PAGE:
Coming to think of it, fielding is something that is massively important in cricket. It is often the part of the game which makes the difference between a winning unit and a decent unit. Fielding is not that complicated to learn, but at the same time is very difficult to cover the basics well.
I have been thinking about this topic for a few days now. And these are the various thoughts that came to my mind. Some of them are not connected at all, but are still there.
Cricket before the '90s was not too worried about this fielding though. During this period, it considered proper to let the ball roll down to the boundary if it could not be saved without a dive. You could say it was considered gentlemanly. That makes me wonder, wasn't this game favoring the batsmen even then?
Well this of course has the obvious answer. It is true, as there used to be the gentlemen and the workers who used to play cricket. The gentlemen were rich upper class people while the workers were the opposite. And the gentlemen did most of the batting (Quite obviously as it is easier to bat on a hot day than bowl) while the workers did most of the bowling. So batting was considered more important.
So just by the example of fielding we are able to see how cricket has worked. We can see how time has changed cricket and how we don't have this upper and lower class any more (at least on the field). We also see that it is not a modern day idea that the bat dominates the ball.
Another reason why fielding was not given as much attention was possibly because it was the least stylish of all the cricketing arts. Purist ideology has got some serious problems with the not-so-good looking aspects. For some reason they lack "purity" and panache.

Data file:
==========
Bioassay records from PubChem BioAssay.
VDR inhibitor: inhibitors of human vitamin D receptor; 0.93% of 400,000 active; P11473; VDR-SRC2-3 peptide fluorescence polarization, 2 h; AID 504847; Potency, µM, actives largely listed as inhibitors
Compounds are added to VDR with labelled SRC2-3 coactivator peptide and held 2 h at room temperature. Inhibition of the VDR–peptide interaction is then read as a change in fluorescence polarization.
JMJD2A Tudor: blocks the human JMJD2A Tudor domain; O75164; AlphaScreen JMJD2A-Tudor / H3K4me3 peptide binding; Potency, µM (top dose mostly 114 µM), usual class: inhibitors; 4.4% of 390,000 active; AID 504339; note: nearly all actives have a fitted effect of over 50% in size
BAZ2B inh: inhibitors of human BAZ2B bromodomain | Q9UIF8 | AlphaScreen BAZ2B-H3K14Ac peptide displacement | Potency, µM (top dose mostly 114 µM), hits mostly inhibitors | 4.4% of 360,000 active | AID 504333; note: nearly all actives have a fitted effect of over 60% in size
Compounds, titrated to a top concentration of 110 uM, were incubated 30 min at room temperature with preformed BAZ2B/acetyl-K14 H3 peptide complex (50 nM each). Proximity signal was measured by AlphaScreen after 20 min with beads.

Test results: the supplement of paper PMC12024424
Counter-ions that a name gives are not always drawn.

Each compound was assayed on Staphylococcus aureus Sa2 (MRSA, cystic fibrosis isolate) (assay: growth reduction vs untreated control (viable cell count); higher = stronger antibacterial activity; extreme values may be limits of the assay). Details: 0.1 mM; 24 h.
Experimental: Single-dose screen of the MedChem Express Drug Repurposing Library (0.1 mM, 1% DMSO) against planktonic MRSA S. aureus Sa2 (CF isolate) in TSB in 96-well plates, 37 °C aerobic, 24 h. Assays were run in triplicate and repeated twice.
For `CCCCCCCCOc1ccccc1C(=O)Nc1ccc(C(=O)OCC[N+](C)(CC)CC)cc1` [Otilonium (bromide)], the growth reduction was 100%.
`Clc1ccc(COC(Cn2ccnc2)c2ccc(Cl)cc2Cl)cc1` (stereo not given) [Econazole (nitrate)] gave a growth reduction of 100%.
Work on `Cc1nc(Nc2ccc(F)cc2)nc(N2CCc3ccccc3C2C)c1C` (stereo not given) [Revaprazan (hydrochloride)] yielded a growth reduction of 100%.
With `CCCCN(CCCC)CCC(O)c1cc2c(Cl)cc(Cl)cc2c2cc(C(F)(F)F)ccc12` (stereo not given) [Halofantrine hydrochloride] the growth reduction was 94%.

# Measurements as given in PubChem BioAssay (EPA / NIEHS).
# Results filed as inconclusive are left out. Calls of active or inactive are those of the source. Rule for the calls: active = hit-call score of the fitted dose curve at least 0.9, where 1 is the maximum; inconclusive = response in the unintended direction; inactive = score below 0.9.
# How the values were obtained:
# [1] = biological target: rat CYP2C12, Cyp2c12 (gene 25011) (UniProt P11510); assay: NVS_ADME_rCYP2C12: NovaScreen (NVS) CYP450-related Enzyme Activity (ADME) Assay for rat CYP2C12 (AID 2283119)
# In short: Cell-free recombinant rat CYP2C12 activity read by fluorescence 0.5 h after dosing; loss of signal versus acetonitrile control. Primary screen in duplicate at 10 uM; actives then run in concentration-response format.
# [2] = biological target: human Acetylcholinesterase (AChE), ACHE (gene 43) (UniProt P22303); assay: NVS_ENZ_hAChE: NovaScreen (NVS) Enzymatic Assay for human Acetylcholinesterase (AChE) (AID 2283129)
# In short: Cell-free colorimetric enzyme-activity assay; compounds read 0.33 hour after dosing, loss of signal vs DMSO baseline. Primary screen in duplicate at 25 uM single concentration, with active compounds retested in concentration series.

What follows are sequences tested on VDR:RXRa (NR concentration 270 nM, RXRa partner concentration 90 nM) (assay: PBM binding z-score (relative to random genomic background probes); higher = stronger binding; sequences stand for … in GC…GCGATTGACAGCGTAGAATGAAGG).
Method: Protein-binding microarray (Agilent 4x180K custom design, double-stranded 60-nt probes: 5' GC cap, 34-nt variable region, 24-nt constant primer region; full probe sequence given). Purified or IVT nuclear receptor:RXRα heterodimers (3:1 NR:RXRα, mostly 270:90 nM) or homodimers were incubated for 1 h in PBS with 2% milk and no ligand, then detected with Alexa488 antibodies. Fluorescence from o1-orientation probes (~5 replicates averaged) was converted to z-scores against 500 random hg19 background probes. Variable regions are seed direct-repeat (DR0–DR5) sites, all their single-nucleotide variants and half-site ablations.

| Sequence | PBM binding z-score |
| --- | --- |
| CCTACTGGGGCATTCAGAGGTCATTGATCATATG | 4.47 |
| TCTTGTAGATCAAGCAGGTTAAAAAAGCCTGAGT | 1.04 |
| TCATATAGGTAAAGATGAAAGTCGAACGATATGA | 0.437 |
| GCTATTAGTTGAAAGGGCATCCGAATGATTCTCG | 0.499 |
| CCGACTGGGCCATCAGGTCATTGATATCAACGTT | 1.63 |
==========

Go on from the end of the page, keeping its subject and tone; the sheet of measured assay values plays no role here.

I agree, maybe it is not stylish but it is more substance. So fielding is directly proportional to substance and inversely proportional to style. The proportionality constant is the player who keeps on looking to balance between the two. And let me tell you, this constant is hardly constant.
Cricket was also not a well paying profession for quite some time. All the cricketers worked somewhere or the other to take care of their needs. So in such a situation was it worth risking an injury and field the ball which might win you the match but not your meal?
So it can be said that fielding is one of the reasons why cricket has evolved. If boards would not have paid for better fielders, we would have never reached these heights in cricket. Even test cricket would have died. So as competitiveness increased due to better fielding, resulting in better payments as cricket got better. So fielding is directly proportional to cricketing money.
Coming to today's game, fielding is the key to being a great side. All numero uno sides have fielded well. West Indies were very good by the standards of the time when they dominated. They were not stuck with notions of gentlemanism and looked to field the ball. Australia and South Africa have also been some very good fielding sides. India were also brilliant when they won the 1983 world cup.
But though we see a direct link with best team and great fielding, there is no such link as good team and average fielding or bad team and bad fielding. Good teams also have very good fielding, but for other reasons are not good enough. There are some good teams with very mediocre fielding. It is just that their other departments are exceptional or very good.
When it comes to the bad or rather the poor performing teams, it becomes very confusing. Some of them have excellent fielders, but for some reason they do not always field well and on other occasions they are like champions. It is surprising why it is like this, as fielding is not that much dominated by the technique as much as by athleticism. So where does it disappear on some occasions?
I think this shows that fielding is also very much influenced by form. Unlike the general belief. It gets hugely affected by the situation and your mental peace.
So these were my thoughts. Highly unstructured, but a lot of what I think about cricket.